This is why—and you may have wondered—I call it a visual blog in the little “about” text at the bottom (not to mention the teaser front page that was there for almost a year, goddammit). This place is not just for readin’. If you don’t have time to read, you can at least look at the pretty pictures. Or, well, graphics. Or whatever.
But I am not the only one with this opinion. New York graphic designer Jason Santa Maria has been writing (quite stunning, I might add) visual blog posts since June of 2008, back then calling it a rethinking rather than a redesign. Since then, the idea has gradually gathered more steam as more blogs of these kind started appearing. But the spotlight really turned in the direction of these kinds of blogs when Belgium UX Designer Paddy Donelly posted a grandiose and seemingly all-encompassing visual blog post on big-time web design blog Smashing Magazine, declaring “the death of the (boring) blog post” and dubbing this new technique the blogazine, referring to the everchanging layouts of prominent articles in magazines.
While I’m excited to see progress in this blogging format, recent events undoubtedly seem to put me in the light as potentially just a guy that jumps on a bandwagon, when in reality, my story is a much different one. For many years, I’ve been a member of the online art community deviantART, and they’ve had blogging capabilities built in since before blogging became ubiquitous (probably also why they’re called journals rather than blogs). In 2006, they launched the possibility of adding custom CSS to your journals, and because I had been working with HTML and CSS before, with great joy I started joining the masses and started experimenting. While most people started to install certain styles that they had on their journals for months or even years, I couldn’t settle on one, and I started to change it all the time. After a while I began to realize I could code the CSS for the content and write the content for the CSS.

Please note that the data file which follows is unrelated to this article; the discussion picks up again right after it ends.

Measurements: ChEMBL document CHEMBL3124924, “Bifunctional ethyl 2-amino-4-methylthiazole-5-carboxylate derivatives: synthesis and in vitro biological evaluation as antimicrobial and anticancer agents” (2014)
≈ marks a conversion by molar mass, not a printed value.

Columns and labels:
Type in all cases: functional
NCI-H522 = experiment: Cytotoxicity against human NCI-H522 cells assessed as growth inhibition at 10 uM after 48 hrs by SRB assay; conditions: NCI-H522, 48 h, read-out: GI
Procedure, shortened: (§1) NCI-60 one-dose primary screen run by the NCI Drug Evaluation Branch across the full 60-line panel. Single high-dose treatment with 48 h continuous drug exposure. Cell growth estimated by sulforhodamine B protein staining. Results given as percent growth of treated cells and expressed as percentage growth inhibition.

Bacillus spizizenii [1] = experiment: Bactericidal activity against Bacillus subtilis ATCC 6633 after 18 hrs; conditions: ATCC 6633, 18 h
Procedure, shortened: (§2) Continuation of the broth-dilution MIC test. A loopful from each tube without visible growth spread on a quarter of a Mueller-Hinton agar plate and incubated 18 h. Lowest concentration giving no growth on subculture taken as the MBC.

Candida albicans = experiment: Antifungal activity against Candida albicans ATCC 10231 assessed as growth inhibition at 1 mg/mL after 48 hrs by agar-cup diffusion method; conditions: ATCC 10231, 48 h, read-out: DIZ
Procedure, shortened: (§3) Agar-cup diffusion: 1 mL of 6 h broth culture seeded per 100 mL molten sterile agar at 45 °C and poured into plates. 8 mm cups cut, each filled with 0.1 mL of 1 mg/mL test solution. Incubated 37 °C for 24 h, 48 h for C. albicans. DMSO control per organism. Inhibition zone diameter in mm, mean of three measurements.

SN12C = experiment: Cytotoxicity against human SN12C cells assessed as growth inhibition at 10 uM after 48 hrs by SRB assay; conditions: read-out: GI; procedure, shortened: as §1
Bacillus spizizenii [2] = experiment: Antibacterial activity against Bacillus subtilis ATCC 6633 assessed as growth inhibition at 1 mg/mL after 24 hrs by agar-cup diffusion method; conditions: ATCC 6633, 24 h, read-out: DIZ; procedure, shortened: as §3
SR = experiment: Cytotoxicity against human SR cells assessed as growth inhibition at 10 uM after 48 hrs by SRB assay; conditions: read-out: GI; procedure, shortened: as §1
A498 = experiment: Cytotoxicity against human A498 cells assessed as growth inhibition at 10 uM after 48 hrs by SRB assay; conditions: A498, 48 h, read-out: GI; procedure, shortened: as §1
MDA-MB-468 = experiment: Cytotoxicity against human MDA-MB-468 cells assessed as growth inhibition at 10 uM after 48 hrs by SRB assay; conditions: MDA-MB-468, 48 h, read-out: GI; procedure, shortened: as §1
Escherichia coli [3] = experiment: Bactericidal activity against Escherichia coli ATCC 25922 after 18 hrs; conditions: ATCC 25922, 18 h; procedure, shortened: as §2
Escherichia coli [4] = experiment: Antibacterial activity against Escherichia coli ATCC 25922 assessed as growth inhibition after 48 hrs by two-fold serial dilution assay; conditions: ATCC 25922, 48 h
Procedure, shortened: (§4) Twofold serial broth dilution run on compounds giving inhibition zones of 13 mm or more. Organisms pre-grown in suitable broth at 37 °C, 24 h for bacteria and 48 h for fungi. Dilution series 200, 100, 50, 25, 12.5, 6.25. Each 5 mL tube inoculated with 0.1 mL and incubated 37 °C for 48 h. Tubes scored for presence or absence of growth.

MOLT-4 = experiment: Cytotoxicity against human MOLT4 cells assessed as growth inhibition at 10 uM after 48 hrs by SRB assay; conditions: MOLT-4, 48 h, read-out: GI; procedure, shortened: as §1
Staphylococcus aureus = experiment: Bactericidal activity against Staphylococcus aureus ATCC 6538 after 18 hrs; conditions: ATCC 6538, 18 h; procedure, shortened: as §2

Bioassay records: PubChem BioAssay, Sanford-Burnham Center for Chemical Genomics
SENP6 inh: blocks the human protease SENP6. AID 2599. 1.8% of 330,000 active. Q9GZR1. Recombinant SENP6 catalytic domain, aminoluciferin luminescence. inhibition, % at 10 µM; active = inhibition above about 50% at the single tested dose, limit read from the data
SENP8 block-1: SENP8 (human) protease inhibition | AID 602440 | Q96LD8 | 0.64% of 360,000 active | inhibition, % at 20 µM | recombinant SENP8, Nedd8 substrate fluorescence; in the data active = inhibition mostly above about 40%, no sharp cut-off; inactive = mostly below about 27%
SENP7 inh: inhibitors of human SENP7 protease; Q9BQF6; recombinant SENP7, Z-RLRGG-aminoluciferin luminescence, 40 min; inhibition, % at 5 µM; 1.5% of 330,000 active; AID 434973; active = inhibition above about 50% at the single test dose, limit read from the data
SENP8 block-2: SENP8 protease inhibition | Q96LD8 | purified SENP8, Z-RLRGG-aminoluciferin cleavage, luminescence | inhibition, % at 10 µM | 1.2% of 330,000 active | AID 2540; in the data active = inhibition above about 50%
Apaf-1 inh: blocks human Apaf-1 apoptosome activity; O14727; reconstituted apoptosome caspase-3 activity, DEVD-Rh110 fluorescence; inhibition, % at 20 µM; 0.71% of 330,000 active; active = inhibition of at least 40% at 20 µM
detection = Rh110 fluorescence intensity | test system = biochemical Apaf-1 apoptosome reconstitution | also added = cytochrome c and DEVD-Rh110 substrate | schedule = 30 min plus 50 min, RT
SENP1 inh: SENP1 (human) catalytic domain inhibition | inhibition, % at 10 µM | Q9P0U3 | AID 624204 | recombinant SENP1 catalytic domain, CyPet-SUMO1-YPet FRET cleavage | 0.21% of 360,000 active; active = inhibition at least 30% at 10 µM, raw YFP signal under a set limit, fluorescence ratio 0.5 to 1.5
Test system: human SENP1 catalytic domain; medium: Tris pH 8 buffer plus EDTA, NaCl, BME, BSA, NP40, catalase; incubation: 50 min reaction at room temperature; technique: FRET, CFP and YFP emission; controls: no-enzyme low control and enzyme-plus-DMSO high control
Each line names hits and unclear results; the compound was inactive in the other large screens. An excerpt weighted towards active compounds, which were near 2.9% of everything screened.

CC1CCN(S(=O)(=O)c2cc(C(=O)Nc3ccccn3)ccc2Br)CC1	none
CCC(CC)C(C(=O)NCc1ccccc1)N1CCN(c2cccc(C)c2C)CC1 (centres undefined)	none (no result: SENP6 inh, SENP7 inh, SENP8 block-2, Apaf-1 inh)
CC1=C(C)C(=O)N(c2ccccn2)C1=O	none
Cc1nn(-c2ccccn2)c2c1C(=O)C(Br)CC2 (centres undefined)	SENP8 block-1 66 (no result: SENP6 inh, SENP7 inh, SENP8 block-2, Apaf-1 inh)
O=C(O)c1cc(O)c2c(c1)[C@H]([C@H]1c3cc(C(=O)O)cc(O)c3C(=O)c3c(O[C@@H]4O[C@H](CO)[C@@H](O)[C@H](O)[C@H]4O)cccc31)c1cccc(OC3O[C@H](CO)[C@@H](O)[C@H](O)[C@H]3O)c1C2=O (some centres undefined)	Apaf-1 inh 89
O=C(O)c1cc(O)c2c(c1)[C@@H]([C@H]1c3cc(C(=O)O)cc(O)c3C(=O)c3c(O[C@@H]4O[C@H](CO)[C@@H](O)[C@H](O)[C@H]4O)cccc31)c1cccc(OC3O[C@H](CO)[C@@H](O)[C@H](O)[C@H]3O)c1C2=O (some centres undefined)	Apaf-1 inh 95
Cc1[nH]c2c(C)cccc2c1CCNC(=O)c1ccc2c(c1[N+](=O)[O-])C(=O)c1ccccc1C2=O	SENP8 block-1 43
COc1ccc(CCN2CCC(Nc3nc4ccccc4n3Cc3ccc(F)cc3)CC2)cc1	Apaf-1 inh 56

And that’s what a visual blog is all about. It’s a culmination of design and content. It’s acknowledging that they go hand in hand naturally and always will, at least for me. I don’t like the term blogazine because of its manifactured relationship to the paper counterpart; the magazine. This is not about anything else. I don’t want to be confined to anything. I want to write a blog, and I want to design it visually.
And this is what you’ll get here. Welcome to my visual blog. And welcome to 2010. May it be awesome.